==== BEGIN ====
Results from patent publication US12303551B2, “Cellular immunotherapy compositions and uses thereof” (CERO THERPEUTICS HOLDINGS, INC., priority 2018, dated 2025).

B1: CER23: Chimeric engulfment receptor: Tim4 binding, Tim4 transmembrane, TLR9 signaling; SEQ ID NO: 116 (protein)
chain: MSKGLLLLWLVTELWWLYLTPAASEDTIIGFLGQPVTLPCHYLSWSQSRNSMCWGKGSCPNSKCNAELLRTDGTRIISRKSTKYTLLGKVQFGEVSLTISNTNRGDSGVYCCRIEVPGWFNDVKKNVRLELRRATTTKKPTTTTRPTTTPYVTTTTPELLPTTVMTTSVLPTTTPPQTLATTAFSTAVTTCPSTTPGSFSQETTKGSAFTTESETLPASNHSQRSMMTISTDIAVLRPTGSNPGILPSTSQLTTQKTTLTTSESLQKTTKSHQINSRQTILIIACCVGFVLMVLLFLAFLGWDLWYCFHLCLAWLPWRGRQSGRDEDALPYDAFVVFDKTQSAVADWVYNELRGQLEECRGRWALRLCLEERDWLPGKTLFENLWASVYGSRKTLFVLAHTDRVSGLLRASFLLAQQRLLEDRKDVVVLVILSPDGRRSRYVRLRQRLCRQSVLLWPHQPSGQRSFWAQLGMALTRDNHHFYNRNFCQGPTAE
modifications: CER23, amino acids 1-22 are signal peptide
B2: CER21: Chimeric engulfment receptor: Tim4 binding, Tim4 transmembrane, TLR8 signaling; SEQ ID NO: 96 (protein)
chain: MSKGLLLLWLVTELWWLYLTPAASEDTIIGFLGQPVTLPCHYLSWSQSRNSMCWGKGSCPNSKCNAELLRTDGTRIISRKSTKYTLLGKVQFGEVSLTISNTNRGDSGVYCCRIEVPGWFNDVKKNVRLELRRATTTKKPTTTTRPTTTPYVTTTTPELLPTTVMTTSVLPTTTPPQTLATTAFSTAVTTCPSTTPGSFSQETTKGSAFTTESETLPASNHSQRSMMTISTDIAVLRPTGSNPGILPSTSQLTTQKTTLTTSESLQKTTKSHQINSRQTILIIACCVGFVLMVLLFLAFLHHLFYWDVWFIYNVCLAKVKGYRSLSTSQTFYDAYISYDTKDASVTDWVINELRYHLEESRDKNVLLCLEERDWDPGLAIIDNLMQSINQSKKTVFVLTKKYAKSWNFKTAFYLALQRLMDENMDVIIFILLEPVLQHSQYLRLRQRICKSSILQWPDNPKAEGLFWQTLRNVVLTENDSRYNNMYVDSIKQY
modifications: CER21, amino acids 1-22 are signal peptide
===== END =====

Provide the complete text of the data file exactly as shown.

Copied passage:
Results from patent publication US12303551B2, “Cellular immunotherapy compositions and uses thereof” (CERO THERPEUTICS HOLDINGS, INC., priority 2018, dated 2025).

B1: CER23: Chimeric engulfment receptor: Tim4 binding, Tim4 transmembrane, TLR9 signaling; SEQ ID NO: 116 (protein)
chain: MSKGLLLLWLVTELWWLYLTPAASEDTIIGFLGQPVTLPCHYLSWSQSRNSMCWGKGSCPNSKCNAELLRTDGTRIISRKSTKYTLLGKVQFGEVSLTISNTNRGDSGVYCCRIEVPGWFNDVKKNVRLELRRATTTKKPTTTTRPTTTPYVTTTTPELLPTTVMTTSVLPTTTPPQTLATTAFSTAVTTCPSTTPGSFSQETTKGSAFTTESETLPASNHSQRSMMTISTDIAVLRPTGSNPGILPSTSQLTTQKTTLTTSESLQKTTKSHQINSRQTILIIACCVGFVLMVLLFLAFLGWDLWYCFHLCLAWLPWRGRQSGRDEDALPYDAFVVFDKTQSAVADWVYNELRGQLEECRGRWALRLCLEERDWLPGKTLFENLWASVYGSRKTLFVLAHTDRVSGLLRASFLLAQQRLLEDRKDVVVLVILSPDGRRSRYVRLRQRLCRQSVLLWPHQPSGQRSFWAQLGMALTRDNHHFYNRNFCQGPTAE
modifications: CER23, amino acids 1-22 are signal peptide
B2: CER21: Chimeric engulfment receptor: Tim4 binding, Tim4 transmembrane, TLR8 signaling; SEQ ID NO: 96 (protein)
chain: MSKGLLLLWLVTELWWLYLTPAASEDTIIGFLGQPVTLPCHYLSWSQSRNSMCWGKGSCPNSKCNAELLRTDGTRIISRKSTKYTLLGKVQFGEVSLTISNTNRGDSGVYCCRIEVPGWFNDVKKNVRLELRRATTTKKPTTTTRPTTTPYVTTTTPELLPTTVMTTSVLPTTTPPQTLATTAFSTAVTTCPSTTPGSFSQETTKGSAFTTESETLPASNHSQRSMMTISTDIAVLRPTGSNPGILPSTSQLTTQKTTLTTSESLQKTTKSHQINSRQTILIIACCVGFVLMVLLFLAFLHHLFYWDVWFIYNVCLAKVKGYRSLSTSQTFYDAYISYDTKDASVTDWVINELRYHLEESRDKNVLLCLEERDWDPGLAIIDNLMQSINQSKKTVFVLTKKYAKSWNFKTAFYLALQRLMDENMDVIIFILLEPVLQHSQYLRLRQRICKSSILQWPDNPKAEGLFWQTLRNVVLTENDSRYNNMYVDSIKQY
modifications: CER21, amino acids 1-22 are signal peptide